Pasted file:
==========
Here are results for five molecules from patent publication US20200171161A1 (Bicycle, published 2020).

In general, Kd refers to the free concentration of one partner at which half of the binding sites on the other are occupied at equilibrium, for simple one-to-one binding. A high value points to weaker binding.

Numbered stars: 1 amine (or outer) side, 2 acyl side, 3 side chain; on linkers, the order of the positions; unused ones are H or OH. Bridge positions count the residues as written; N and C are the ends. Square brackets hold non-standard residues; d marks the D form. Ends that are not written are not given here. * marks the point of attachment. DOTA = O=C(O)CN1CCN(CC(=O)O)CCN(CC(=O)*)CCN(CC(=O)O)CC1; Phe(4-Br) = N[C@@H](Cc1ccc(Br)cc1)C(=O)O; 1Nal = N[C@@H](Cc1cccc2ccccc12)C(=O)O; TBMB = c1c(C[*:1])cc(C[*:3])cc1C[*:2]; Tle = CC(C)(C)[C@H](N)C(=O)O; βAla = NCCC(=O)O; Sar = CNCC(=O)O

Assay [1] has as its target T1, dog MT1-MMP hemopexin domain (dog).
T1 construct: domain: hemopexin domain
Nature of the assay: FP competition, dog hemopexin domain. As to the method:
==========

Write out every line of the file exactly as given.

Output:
Here are results for five molecules from patent publication US20200171161A1 (Bicycle, published 2020).

In general, Kd refers to the free concentration of one partner at which half of the binding sites on the other are occupied at equilibrium, for simple one-to-one binding. A high value points to weaker binding.

Numbered stars: 1 amine (or outer) side, 2 acyl side, 3 side chain; on linkers, the order of the positions; unused ones are H or OH. Bridge positions count the residues as written; N and C are the ends. Square brackets hold non-standard residues; d marks the D form. Ends that are not written are not given here. * marks the point of attachment. DOTA = O=C(O)CN1CCN(CC(=O)O)CCN(CC(=O)*)CCN(CC(=O)O)CC1; Phe(4-Br) = N[C@@H](Cc1ccc(Br)cc1)C(=O)O; 1Nal = N[C@@H](Cc1cccc2ccccc12)C(=O)O; TBMB = c1c(C[*:1])cc(C[*:3])cc1C[*:2]; Tle = CC(C)(C)[C@H](N)C(=O)O; βAla = NCCC(=O)O; Sar = CNCC(=O)O

Assay [1] has as its target T1, dog MT1-MMP hemopexin domain (dog).
T1 construct: domain: hemopexin domain
Nature of the assay: FP competition, dog hemopexin domain. As to the method: